What is Physical Punishment?
Physical punishment is defined as any form of punishment that elicits a physical response in the dog. In other words, something that hurts the dog (physically or emotionally).
Examples of this form of punishment include smacking a dog with a newspaper, hand or finger, throwing something at the dog to startle him, shock collars, invisible fences and so forth.
Emotional Impact of Punishing your Dog
Now, I know that the argument most often used to justify the use of physical punishment is “I didn’t hit him hard, it was mostly the noise that scared him” or “I tested the shock intensity, and it wasn’t that bad, it’s more like a vibration”.
Here’s the thing...
Any kind of punishment that involves getting physical with your dog is counter-productive in the long run. It has fall-out, and in more cases than not, it can actually be seen as emotional torture.
This may sound dramatic, but it really is that bad.
If you have a sensitive or an insecure dog, yes, the noise of the newspaper or a ‘gentle’ tap on the nose or bum will stop the behaviour in that instant, but have you considered the emotional impact it has?
Physical punishment rarely teaches anything useful to dogs. It’s more likely to make them defensive. Every dog has a cut-off point, and if punishment continues, the dog may very well resort to aggression as a means to escape the punishment.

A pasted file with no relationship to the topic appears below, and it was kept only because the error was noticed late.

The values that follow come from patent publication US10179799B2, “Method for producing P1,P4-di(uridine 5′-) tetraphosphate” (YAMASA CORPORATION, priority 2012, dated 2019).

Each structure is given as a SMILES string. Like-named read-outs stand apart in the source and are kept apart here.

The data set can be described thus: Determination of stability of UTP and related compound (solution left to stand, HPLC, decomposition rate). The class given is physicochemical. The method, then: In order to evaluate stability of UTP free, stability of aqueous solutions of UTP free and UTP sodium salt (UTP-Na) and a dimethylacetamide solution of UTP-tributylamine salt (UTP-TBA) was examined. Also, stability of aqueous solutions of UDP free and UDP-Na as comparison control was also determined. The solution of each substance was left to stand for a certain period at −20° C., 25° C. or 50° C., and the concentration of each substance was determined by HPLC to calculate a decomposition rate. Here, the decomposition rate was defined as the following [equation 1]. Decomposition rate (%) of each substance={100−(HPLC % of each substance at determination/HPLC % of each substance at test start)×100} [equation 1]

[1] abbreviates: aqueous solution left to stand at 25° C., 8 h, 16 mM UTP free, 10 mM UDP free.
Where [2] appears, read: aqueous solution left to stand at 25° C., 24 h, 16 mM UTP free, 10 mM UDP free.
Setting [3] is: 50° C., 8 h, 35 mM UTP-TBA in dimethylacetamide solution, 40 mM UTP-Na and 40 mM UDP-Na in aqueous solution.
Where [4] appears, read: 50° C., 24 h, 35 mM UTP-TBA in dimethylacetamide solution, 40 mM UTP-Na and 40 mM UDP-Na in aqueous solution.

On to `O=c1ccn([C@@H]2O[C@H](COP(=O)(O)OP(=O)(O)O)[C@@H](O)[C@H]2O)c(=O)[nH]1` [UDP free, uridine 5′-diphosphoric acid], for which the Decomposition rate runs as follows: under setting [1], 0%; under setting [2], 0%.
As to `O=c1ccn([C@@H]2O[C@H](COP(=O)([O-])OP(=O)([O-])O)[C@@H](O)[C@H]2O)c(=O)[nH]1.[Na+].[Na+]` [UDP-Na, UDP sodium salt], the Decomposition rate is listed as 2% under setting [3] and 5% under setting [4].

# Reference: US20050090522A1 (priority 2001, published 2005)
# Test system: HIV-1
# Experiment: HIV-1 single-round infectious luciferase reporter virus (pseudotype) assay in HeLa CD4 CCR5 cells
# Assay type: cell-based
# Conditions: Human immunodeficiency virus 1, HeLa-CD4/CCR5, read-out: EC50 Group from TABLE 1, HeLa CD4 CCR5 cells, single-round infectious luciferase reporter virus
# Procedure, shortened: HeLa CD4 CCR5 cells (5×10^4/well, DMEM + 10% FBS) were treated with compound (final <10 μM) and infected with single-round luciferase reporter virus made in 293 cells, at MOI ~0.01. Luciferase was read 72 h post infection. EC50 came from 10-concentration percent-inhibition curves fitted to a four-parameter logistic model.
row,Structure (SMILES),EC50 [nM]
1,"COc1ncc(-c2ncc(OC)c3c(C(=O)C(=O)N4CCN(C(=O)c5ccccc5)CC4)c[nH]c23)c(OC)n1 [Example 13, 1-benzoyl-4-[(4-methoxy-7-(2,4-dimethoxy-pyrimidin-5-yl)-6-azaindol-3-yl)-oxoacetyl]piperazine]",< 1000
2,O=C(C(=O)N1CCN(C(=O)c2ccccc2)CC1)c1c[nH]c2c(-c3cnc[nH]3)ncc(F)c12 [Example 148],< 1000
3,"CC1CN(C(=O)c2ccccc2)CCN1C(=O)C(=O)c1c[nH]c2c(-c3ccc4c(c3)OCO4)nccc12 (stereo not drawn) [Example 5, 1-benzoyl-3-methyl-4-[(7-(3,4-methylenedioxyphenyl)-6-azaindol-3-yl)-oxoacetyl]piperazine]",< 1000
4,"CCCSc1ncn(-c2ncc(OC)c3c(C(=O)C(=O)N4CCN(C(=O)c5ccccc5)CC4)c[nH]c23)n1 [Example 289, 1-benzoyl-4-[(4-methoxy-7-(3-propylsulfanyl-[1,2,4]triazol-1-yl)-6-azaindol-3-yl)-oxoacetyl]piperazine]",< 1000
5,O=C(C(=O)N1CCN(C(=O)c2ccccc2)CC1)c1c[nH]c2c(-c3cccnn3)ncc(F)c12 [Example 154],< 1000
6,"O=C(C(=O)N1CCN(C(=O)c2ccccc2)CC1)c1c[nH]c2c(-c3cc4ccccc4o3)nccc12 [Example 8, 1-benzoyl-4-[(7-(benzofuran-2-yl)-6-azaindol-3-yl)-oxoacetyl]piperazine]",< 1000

The hard truth about aggression is that it works in the end.
That’s why we often end up with very aggressive dogs who’ve learnt that ‘fighting back’ is the only way to solve the conflict they’re experiencing.
Punishment that happens after the problem behaviour is dangerous and can lead to serious behavioural problems. Your dog can’t tie the punishment to the incorrect behaviour.
If you punish your dog ten seconds after he did something you don’t like, he has no idea what he’s being punished for.
The Impact on your Relationship with your Dog
Look at it this way: if your dog – who’s a social animal, likes people and enjoys being around them - is randomly punished by you for things he doesn’t understand, he’s likely to start seeing you as dangerous and unpredictable. At the same time, he’s also dependent on you for everything, so now, he’s stuck in what we call ‘approach avoidance conflict’. In humans, this is often called an abusive relationship.
Dogs have a keen sense of what works for them, and what doesn’t, what’s safe and what’s dangerous. When your dog determines that you’re dangerous and seeks to avoid contact with you, the relationship is in severe danger.
I’m sure you’ll agree that this isn’t an appropriate or functional relationship to foster with any dog.
How do you Deal with the Bad Behaviour?
Is it frustrating for owners to have a dog who behaves in a way that appears to need punishment? Absolutely.
If your dog is doing something that you feel is problematic or inappropriate, rather look at it as an opportunity for you to educate him, instead of punishing him.
Dogs need help learning how to behave appropriately for each human’s situation. They aren’t born with an innate knowledge of our needs, desires and preferences. When problem behaviours occur, it’s usually happening outside of your dog’s conscious control.
So instead of punishing your dog using tools or physical correction, ask yourself “how can I teach him what to do, instead of only responding to things he’s already done?”
It’s the smarter way to teach your dog, and your relationship with him will flourish because of it!